Gone is the panorama of rampant sexual abuse in factories, prisons, the armed forces, among immigrants etc. Instead it's just a problem amplified out of all proportion by a privileged few in Hollywood who presume to think of themselves as “the measure of sexual and workplace relations in America.” And then we get a statistic thrown in that Walsh admits isn't conclusive and is based on a random study. But it's conclusive enough for Walsh to dismiss 'state of siege' talk as exaggerated. And of course, a phrase like 'state of siege' is hyperbole. But what is ALSO being dismissed is the widespread nature of sexual abuse that Walsh himself was insisting on only a few weeks earlier. That isn't hyperbole; on the contrary, it's a reality afflicting a great many women in factories, offices, retail, restaurants, farms – in other words, working class women. The British union federation, the TUC, reports that half of the working women in the UK report having had to deal with harassment, in the US the number is closer to three-quarters. When you downplay the extent of harassment, it is the plight of these women that you are brushing aside.
This willful blindness to sexual abuse is also evident in North's major pronouncement on #MeToo. While he excoriates #MeToo at length as a reactionary witch-hunt, he says next to nothing about his own views on sexual abuse; indeed, the term sexual abuse isn't even mentioned until the last couple of paragraphs. The closest we come to any theorizing on the subject is the following:
“The 'Me Too' movement is pitched to the lowest level of social awareness, even on the question upon which it is most focused: sex. Throughout the 20th century, there was a persistent effort to demystify sex, to remove the tyrannical weight of religious prejudice in the evaluation of sexual behavior. Even aberrant and violent sexual behavior came to be viewed as a social and psychological phenomenon that required scientific study and medical treatment. Remorseless and inhumane punishment serves no end other than the bitter desire for revenge.
From the get-go this gets off on the wrong foot: #MeToo isn't focused on sex but on sexual abuse, a rather crucial distinction. And so, the vague generalizations about the demystifying of sex (by who? one wonders since Freud is a complete blank on the WSWS) miss the point. Or more accurately they leave out the most relevant part of the story: it wasn't just that sex was demystified in the last century, it was also that the ugly reality of sexual abuse was brought into the light of day.
I'm old enough to remember a time when 'beating up your wife' was still considered a joke, and not just in bars or locker rooms but also in polite society and even the halls of Congress. (Actually, it still seems to be popular among Republican politicians, as in Ted Cruz attempting a lame joke at a conservative convention: “No, I have not stopped beating my wife.” Apparently cracking jokes like this shows how tough you are in standing up to political correctness.) Up to the Fifties and even the Sixties and Seventies wife beating was considered a private matter, a secret to be kept from anyone outside the family. If there was any controversy about it, it wasn't about whether to do it but to what extent. A man was the king of his castle, and he had a right to use force to discipline not only his children but also his wife, who as a woman was considered overly emotional and hence essentially childish. You can see this treated in a comic vein in tv sitcoms from the Fifties like I Love Lucy. Whenever the title character gets into trouble, her husband Ricky takes her across his knee and spanks her, to the raucous approval of the laugh track. Or there was The Honeymooners where bus driver Ralph Kramden was repeatedly threatening to whack his wife Alice so hard she'd go “to the moon”, a punch line in a quite literal sense.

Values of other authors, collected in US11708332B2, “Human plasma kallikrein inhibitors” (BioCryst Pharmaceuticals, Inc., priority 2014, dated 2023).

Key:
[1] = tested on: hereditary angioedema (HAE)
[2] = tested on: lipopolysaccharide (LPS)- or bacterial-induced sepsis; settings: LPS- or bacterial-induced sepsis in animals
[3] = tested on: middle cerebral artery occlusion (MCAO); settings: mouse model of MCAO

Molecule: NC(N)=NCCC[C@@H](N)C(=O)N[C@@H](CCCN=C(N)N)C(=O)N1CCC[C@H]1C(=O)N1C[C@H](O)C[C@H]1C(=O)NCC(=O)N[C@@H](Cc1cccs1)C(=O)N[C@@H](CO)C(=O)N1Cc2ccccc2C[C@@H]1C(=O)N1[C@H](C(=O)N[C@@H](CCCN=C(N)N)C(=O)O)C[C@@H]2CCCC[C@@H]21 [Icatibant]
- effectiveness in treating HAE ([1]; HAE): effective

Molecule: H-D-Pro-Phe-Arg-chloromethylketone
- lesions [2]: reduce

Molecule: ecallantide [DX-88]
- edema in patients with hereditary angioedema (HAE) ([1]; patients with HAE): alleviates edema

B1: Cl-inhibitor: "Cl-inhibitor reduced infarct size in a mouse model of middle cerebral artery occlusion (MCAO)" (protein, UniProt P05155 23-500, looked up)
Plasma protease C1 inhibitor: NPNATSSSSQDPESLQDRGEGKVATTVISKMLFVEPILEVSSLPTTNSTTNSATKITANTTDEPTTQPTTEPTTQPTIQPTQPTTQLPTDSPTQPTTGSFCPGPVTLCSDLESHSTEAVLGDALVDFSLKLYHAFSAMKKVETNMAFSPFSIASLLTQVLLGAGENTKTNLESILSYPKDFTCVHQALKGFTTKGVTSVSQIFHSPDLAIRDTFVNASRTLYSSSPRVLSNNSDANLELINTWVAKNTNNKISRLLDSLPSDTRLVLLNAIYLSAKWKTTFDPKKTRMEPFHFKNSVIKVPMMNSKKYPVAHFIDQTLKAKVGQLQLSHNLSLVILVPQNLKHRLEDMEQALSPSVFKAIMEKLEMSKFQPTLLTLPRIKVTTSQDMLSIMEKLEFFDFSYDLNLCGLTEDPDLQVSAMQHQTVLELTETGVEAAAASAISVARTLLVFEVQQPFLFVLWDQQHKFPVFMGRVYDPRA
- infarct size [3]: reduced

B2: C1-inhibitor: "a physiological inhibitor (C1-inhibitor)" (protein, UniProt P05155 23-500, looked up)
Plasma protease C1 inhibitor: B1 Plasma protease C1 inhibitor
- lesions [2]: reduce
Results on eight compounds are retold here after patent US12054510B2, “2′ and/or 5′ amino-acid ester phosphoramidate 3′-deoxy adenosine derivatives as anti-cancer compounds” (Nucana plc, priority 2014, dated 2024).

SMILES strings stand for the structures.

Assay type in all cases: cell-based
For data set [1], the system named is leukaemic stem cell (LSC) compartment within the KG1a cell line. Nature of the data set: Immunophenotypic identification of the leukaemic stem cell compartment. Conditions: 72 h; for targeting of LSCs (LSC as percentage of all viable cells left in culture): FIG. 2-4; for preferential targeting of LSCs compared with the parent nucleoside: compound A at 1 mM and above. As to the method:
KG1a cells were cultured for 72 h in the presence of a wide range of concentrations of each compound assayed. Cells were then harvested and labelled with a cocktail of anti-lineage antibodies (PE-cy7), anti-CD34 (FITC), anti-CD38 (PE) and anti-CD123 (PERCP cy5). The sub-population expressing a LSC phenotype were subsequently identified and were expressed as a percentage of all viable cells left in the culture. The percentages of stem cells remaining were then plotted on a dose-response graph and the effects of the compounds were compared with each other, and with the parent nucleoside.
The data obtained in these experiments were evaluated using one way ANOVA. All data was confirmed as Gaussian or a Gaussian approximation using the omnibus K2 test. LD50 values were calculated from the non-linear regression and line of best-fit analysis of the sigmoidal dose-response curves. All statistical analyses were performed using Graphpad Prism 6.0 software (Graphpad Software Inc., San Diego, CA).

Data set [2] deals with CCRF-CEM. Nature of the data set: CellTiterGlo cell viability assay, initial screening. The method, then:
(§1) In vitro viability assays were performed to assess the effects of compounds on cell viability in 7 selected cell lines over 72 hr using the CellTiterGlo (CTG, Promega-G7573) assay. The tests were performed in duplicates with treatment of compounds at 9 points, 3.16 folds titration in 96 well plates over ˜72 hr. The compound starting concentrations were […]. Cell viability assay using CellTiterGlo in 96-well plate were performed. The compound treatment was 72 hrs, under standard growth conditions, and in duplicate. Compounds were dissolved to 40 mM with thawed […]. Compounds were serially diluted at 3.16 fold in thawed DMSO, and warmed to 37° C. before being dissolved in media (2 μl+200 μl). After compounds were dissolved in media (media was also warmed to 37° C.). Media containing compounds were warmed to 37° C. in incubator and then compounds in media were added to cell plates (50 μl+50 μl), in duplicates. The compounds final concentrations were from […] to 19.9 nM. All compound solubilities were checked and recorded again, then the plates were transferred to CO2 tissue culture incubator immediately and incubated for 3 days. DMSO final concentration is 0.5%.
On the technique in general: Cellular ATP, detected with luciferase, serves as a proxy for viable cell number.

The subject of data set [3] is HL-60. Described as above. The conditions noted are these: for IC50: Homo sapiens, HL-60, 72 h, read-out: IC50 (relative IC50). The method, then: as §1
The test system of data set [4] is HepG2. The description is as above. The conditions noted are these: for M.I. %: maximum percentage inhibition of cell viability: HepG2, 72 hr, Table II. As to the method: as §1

This ugly reality was also evident in the legal system's treatment of rape in this era. If a man threatened to use force in order to have sex with a woman, that was insufficient grounds for a rape charge. You needed to show that he had threatened to kill her or inflict grave bodily injury. More striking still is the then-prevailing legal definition of consent, as discussed here by liberal philosopher and legal scholar Martha Nussbaum:
“Usually the woman had to show that she had resisted, even in the face of force or the threat of force, because only this was taken to give evidence of non-consent. Some states made resistance a formal statutory requirement, but more often it was read into statutes as a requirement implicit in the notions of force and/or non-consent. The old requirement was that the victim resist 'to the utmost'; more recently, this was replaced by terms such as 'reasonable resistance' or 'earnest resistance' ... A woman who did not resist physically, or who succumbed to lesser threats [i.e. lesser than the threat of death or grave bodily injury] was treated as consenting, and the man's conduct was not criminal at all.” And Nussbaum quotes from a 1973 New York state appellate court decision overturning a rape conviction: “Rape is not committed unless the woman opposes the man to the utmost limit of her power. The resistance must be genuine and active. It is difficult to conclude that the complainant here waged a valiant struggle to uphold her honor.”